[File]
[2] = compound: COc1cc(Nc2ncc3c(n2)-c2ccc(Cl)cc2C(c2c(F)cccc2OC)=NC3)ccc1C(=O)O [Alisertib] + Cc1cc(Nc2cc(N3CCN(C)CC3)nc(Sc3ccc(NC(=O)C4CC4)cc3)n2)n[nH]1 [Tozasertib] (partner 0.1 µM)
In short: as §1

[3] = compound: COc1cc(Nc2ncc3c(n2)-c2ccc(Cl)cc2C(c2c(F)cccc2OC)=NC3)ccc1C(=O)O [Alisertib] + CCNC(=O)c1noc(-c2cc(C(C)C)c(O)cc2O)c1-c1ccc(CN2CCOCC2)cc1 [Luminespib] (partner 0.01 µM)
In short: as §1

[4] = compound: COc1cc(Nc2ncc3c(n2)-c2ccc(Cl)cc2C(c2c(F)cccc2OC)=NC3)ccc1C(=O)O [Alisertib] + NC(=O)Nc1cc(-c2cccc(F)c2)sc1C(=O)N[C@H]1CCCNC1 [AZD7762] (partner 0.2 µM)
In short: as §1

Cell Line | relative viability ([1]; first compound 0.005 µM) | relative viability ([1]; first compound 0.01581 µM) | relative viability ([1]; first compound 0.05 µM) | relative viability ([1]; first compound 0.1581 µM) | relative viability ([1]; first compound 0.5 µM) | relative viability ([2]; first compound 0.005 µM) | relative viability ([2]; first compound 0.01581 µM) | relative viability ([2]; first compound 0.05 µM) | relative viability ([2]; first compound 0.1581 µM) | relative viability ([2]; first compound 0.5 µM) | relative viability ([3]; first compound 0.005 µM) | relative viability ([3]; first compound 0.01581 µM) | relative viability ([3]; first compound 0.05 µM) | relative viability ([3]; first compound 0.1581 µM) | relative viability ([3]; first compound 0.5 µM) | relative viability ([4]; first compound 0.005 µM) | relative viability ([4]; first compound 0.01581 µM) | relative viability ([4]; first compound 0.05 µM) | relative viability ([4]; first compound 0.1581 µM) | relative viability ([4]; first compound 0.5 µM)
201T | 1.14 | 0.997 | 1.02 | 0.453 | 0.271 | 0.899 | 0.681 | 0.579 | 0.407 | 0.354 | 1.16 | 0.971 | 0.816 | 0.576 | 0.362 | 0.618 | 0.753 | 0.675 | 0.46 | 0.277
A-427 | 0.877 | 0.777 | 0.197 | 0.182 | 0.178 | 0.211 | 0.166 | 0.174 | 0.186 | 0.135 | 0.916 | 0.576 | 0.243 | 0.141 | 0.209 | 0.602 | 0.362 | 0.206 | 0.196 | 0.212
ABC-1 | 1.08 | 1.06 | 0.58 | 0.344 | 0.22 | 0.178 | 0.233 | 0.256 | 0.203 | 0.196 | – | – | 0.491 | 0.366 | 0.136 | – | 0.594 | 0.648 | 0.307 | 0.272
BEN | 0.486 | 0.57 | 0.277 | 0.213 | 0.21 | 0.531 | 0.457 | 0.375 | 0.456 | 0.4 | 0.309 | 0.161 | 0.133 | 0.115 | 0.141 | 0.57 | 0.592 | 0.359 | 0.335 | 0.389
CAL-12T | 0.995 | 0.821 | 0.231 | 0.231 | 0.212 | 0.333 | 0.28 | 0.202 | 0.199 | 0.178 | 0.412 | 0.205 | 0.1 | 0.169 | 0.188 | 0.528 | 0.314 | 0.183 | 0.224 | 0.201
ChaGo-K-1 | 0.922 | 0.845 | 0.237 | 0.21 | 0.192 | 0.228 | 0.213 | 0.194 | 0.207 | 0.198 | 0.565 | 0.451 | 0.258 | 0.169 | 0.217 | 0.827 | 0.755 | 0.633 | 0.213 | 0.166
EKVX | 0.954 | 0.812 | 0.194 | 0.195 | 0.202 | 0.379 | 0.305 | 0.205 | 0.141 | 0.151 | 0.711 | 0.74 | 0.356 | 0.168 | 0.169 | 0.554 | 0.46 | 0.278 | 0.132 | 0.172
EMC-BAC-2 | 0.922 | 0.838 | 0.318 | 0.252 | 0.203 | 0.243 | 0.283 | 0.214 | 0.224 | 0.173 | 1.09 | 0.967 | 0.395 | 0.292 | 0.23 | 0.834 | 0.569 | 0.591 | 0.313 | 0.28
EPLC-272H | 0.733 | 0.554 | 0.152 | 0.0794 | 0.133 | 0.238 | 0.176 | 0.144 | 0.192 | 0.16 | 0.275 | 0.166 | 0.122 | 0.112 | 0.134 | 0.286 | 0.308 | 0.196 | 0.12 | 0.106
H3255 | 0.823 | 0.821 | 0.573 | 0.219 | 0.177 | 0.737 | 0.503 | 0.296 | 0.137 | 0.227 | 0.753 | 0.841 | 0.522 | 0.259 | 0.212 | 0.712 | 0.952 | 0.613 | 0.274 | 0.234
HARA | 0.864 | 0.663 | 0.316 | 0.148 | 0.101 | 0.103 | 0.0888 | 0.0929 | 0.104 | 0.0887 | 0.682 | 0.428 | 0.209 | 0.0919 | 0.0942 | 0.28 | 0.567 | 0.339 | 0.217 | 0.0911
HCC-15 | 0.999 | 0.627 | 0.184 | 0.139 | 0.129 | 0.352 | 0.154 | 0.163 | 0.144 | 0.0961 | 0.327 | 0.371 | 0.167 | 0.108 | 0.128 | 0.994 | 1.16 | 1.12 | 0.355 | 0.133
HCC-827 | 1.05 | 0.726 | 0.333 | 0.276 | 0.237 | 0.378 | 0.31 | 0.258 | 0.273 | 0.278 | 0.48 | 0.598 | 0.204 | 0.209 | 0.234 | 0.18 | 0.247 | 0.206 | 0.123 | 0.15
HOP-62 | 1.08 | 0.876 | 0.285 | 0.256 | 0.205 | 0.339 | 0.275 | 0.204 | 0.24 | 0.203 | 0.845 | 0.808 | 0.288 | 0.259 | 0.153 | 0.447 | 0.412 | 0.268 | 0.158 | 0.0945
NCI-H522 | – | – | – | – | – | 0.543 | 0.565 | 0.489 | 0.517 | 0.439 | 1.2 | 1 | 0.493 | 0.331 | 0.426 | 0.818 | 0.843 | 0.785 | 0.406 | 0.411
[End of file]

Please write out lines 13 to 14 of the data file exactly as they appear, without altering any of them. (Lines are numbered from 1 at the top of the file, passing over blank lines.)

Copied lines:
ChaGo-K-1 | 0.922 | 0.845 | 0.237 | 0.21 | 0.192 | 0.228 | 0.213 | 0.194 | 0.207 | 0.198 | 0.565 | 0.451 | 0.258 | 0.169 | 0.217 | 0.827 | 0.755 | 0.633 | 0.213 | 0.166
EKVX | 0.954 | 0.812 | 0.194 | 0.195 | 0.202 | 0.379 | 0.305 | 0.205 | 0.141 | 0.151 | 0.711 | 0.74 | 0.356 | 0.168 | 0.169 | 0.554 | 0.46 | 0.278 | 0.132 | 0.172